This place was too much, even for Danny. We all sat there unsure of what to do.

I was sure of one thing, there was no way that I was eating what was in front of me. We all just sat there not saying a word. The smell from these alleged food products was giving me a tremendous headache when all of a sudden, John Locke, our drummer, blurted out “I AM NOT EATING THIS!!” no one even looked up at the normally quiet John Locke. He said this in every other stop that we made. Truth was he only ate about once a week. I would not have believed this fact but I lived with this man in very close quarters for an extended amount of time and I like to think I know what his habits were. John Locke was a first class beer drunk. He would usually start drinking as soon as we got to the club. Before that, if he was awake, he would drink coffee and smoke cigarettes in the back of the van. He rarely said more than three words at a time. The only response he got was from Danny. “Good, can I have the rest of your….whatever that is?”

Danny could never admit that a place actually had inedible food. If the sign outside said restaurant’ that meant that whatever they served you inside was fit to eat. John Locke looked at Danny and then contradicted himself by saying

“Nope, I not quite done yet.” He remembered that no matter who ate the food in front of him that he would end up paying for it. Grimly he picked up a fork and started in on his order.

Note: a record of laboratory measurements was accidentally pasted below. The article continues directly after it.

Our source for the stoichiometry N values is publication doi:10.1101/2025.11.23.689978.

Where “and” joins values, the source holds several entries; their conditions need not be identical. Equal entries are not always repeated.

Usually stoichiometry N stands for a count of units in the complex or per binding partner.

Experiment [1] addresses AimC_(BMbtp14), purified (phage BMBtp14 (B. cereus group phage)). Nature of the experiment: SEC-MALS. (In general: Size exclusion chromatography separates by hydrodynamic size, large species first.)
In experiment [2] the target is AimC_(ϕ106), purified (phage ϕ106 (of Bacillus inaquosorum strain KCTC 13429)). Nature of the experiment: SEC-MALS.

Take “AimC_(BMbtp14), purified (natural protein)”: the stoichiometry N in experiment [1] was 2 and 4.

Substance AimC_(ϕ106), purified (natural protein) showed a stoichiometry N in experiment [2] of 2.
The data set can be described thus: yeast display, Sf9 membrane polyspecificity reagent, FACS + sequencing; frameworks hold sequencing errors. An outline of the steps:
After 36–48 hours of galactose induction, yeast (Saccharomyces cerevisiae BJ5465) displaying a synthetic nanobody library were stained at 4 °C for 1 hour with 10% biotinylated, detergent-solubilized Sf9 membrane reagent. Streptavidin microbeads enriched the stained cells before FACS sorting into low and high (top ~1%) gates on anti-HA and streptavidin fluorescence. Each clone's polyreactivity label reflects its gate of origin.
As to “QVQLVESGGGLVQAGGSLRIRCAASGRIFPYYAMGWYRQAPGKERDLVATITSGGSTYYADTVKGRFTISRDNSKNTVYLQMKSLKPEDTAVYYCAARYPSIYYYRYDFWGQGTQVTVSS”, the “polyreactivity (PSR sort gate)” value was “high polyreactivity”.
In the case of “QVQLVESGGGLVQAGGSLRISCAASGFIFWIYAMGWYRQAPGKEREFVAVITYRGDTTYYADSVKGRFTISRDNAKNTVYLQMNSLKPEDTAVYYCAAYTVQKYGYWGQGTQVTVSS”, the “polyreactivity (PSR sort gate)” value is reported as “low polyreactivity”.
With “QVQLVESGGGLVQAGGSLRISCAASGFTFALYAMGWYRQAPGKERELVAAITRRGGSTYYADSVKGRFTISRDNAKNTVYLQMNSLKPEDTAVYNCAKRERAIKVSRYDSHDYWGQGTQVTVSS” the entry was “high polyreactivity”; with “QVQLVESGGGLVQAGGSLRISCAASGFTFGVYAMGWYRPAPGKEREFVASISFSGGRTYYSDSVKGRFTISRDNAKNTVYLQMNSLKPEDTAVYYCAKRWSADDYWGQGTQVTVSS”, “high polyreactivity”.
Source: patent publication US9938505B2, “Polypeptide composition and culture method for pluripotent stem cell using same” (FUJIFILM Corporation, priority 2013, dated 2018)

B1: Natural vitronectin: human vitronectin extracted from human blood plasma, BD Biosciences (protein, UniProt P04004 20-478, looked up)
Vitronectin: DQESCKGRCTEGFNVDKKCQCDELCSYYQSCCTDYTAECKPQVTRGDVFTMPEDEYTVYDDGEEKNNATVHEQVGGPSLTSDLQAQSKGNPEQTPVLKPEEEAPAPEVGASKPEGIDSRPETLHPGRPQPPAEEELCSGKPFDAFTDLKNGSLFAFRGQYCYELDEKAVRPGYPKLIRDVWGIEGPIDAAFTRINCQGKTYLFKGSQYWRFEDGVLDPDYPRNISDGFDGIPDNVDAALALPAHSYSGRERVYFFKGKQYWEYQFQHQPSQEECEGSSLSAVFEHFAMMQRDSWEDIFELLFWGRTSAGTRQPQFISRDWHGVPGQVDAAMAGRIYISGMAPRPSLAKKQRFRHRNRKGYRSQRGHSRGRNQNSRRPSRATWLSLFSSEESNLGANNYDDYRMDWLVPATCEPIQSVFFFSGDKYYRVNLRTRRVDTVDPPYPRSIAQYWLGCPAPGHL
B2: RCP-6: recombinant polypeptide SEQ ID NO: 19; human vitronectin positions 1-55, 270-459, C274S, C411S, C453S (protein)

There was actually a space of three full days on the tour where I managed to trick the conspiracy of waitresses. I had taken to eating only pancakes.

Pancakes. I was amazed that it had taken so long for me to figure this out. No one ever ate fries with pancakes. Then one day in Spearfish, South Dakota, I met my match. We decided to eat before retiring for the night rather than in the morning. I ordered pancakes and eggs as it was the special of the day. The waitress was a chubby biker type. She was only thinly disguised by the official polyester waitress uniform. I knew right away that my happiness would be brief…. She actually leered as she said it. It was as if she had been waiting all night, I couldn’t believe my bad luck. Lenny, our guitar player, muttered, “Shit, here we go again.” I immediately started in on my usual diatribe…

“Who the hell eats french fries with pancakes?” I complained.

“Listen, you little shit, I’m not gonna take in crap from you tonight you understand?”

I was slightly shocked but no less determined.

“Did I ask for fries?”

Danny and Lenny tried to get me to stop but it was too late, I was on a roll.